• Prewritten computer software access services: Adds Ky. Rev. Stat. 139.480(36) to provide an exemption for prewritten computer software access services sold to, or purchased by, a retailer that develops prewritten computer software for print technology and uses and sells prewritten computer software access services for print technology.
  • Concessions: Adds Ky. Rev. Stat. 139.498(1)(b) to provide that Kentucky sales and use taxes do not apply to (1) concessions for leisure, recreational or athletic fundraising events or (2) the sale of leisure, recreational or athletic services made by nonprofit civic or other nonprofit organizations that operate fundraising events solely with volunteers.

Finally, HB 360 strikes former KRS 139.200(2)(r) and 139.010(22), which imposed tax on, and defined, "marketing services," making such services nontaxable.

Restaurant Revitalization Grants — individuals and corporations

Under HB 360, Restaurant Revitalization Grants, as well as related deductions and tax attributes, will receive the same treatment for state income tax purposes as they do for federal individual and corporate income tax purposes. This change applies retroactively to January 1, 2020 but before March 11, 2023.

Individual income tax — conditions for future rate reductions

The legislature recently enacted HB 1, which lowered the state individual income tax rate to 4.5%, retroactive to January 1, 2023, and to 4.0%, effective January 1, 2024. (See Tax Alert 2023-0341.) HB 360 amends Ky. Rev. Stat. 141.020 to adopt a process requiring the Office of State Budget Director to evaluate whether additional rate reductions may be adopted for tax years beginning on or after January 1, 2025.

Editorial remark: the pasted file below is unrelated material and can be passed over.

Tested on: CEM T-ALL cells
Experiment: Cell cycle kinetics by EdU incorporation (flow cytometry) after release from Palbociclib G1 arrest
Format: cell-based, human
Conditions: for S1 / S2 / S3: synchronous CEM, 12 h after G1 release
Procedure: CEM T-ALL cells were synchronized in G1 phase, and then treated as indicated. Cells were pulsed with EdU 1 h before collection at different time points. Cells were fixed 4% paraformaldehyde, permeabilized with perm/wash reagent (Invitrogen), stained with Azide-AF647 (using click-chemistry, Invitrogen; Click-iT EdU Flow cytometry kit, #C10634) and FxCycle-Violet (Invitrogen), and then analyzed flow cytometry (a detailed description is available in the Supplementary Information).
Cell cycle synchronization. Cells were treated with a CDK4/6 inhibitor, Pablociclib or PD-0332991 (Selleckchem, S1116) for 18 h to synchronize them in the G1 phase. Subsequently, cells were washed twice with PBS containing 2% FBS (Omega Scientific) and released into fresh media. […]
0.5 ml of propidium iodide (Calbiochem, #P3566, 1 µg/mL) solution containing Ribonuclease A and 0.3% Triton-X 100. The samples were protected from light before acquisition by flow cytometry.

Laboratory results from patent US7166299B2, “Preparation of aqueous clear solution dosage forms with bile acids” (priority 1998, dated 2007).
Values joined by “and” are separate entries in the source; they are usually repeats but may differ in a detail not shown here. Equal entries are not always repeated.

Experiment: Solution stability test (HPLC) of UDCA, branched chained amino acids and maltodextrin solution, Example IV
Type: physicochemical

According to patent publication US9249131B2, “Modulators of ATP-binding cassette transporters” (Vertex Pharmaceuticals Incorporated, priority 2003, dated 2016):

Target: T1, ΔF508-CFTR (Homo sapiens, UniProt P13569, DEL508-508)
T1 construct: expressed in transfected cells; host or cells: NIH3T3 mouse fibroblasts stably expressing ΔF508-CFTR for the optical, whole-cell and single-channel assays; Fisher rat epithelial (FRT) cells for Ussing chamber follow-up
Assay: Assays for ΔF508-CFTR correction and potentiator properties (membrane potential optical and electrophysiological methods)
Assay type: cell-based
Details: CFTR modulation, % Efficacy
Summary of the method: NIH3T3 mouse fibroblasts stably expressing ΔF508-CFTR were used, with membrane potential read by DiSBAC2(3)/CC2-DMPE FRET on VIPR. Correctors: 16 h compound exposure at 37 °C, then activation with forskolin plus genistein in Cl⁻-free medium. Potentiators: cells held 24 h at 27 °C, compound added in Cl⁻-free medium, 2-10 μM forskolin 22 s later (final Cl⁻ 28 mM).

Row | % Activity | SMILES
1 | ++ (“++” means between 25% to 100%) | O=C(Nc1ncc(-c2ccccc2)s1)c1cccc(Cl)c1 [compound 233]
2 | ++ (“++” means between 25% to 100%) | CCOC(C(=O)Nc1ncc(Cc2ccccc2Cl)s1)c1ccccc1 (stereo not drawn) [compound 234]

HB 360 makes Kentucky the 32nd jurisdiction to adopt an elective PTE tax. While intended to comply with IRS Notice 2020-75, the new statutory language indicates that the tax is being paid "on behalf of" investors. However, language in amended Ky. Rev. Stat. 141.206(3)(c) removes an elective PTE from the prohibition of taxing certain PTEs at the entity level. These provisions may be ripe for technical corrections before the end of the legislative session.

The sales and use tax changes provide welcome clarity to the definitions of the services recently made taxable in HB 8. However, the addition of text messages and social media to the definition of taxable telemarketing services seems to make Kentucky unique among the states.


Contact Information
For additional information concerning this Alert, please contact:
State and Local Taxation Group
   • Bill Nolan (
Sales and Use Tax
   • Mike Wasser (

Published by NTD’s Tax Technical Knowledge Services group; Jennifer A Brittenham, legal editor